Editor’s Note: “Stage Write/Stage Wrong” is a continuing series by Madison Magazine theater reviewer Aaron R. Conklin about those occasions when live performances don’t go entirely according to the stage directions. Most actors, directors and designers have the grace and style to appreciate and/or survive dropped lines, stumbles and misbehaving props, but it's the confident ones who are willing to relive and share those experiences with us.
David Furumoto knows there’s really no way to escape the comparisons to real life. He’s about to star as the titular character in Madison Theatre Guild’s production of Shakespeare’s “Titus Andronicus,” a play about a Roman general who initiates chaos—and an escalating series of truly gory murders, attacks and maimings—by ceding the Emperor’s chair to an unstable populist demagogue. Let’s just say the blood runs frequently.
“The play underlines the notion, if we start getting violent with each other, where does that cycle end?” asks Furumoto, who’s also a UW-Madison professor of theater.
Insanity’s certainly one likely stop. Director Betty Diamond has frequently asked Furumoto during rehearsals to try to chart the point at which his character finally loses it.
“I ask myself, “Has he gone mad? When does he truly go mad?” Furumoto asks. MTG’s “Titus” isn’t even the most fraught of Furumoto’s theatrical adventures. He also took time to share a few others from his long and illustrious career.
He’s playing a different (but no less ruthless) ruler in “Titus Andronicus,” but it’s Shakespeare’s “Richard III” that holds a recurring and special place in Furumoto’s heart. He’s directed it three times, including a few years ago at University Theater, each time marrying the Bard’s timeless poetry with elements of Japanese Kabuki theater.
The first time he staged it was during his degree work at the University of Hawaii. The show was so well received that the Mid-Pacific Institute in Honolulu asked him re-mount a second production at the Kahilu Theater—and star in it, too.
Did we happen to mention that the Kahilu is supposed to be haunted? Could be that there were spirits hanging out in the audience when Furumoto offered his tenuous kingdom for a horse.
“It was one of those performances where you lose yourself in the role,” recalls Furumoto. “It was like an out-of-body experience, where I was taken over by some other thing. I left the stage with a chill, asking myself, ‘what just happened there?’’’
In a very real sense, Furumoto’s lucky to be here to don the soon-to-be-bloodstained robes of Titus Andronicus. Earlier in his career, he was nearly squashed by a stage prop.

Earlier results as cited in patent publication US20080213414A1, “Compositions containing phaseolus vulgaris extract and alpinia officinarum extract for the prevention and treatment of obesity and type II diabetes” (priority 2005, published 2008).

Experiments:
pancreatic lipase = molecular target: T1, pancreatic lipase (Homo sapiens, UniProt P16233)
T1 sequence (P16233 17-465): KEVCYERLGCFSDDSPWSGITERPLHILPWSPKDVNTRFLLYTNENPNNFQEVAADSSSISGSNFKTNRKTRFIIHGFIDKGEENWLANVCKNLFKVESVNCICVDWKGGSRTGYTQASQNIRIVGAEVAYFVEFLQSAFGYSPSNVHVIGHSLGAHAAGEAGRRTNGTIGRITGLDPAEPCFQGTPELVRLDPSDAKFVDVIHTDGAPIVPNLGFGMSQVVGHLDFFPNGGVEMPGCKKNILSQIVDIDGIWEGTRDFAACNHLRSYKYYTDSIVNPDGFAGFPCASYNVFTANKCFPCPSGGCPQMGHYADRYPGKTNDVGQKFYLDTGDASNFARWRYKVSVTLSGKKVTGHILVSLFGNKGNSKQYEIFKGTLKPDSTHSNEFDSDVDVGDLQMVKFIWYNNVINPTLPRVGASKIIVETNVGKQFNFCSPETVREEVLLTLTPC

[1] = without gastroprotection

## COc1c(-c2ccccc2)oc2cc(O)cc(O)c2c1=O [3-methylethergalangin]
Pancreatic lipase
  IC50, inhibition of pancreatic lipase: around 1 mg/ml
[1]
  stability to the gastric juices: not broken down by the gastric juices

Back in 1994, Furumoto was part of the cast of a production of “The Woman Warrior” by the Berkeley Repertory Theater in California. The production included elements from Chinese opera, and part of his role as a bandit warrior involved wearing an elaborate feathered headdress and a tall set of shoes.
The set for the production, meanwhile, was both very white and very door-centric. Three massive guillotine-style wooden doors at the back of the stage provided exits and entrances for the actors. During an audience preview, Furumoto disappeared through the central door near the end of the first act, realizing as he did so that a piece of his character’s feathery crown had fallen to the stage floor.
“I was thinking, ‘Maybe I should get back out there and grab it’” says Furumoto “Then I felt this huge whoosh of wind and a massive SHUNK! I thought, ‘Did this door just fall on me?’”
As the stage manager jumped on the mic to quickly dismiss the audience, the rest of the cast converged backstage, expecting to find Furumoto injured or dead on the floor. It turned out that a metal pin mechanism holding the door up had suddenly snapped. The door had missed hitting him by mere inches.
“It was very close,” he says. “If I had actually turned to come back out on stage, it would have caught me.”
The production’s run was delayed while the technical staff swapped out all the heavy wooden doors for significantly less deadly plastic and Styrofoam replacements. The cast survived intact.
Aaron R. Conklin writes his award-winning coverage of the Madison-area theater scene for madisonmagazine.com.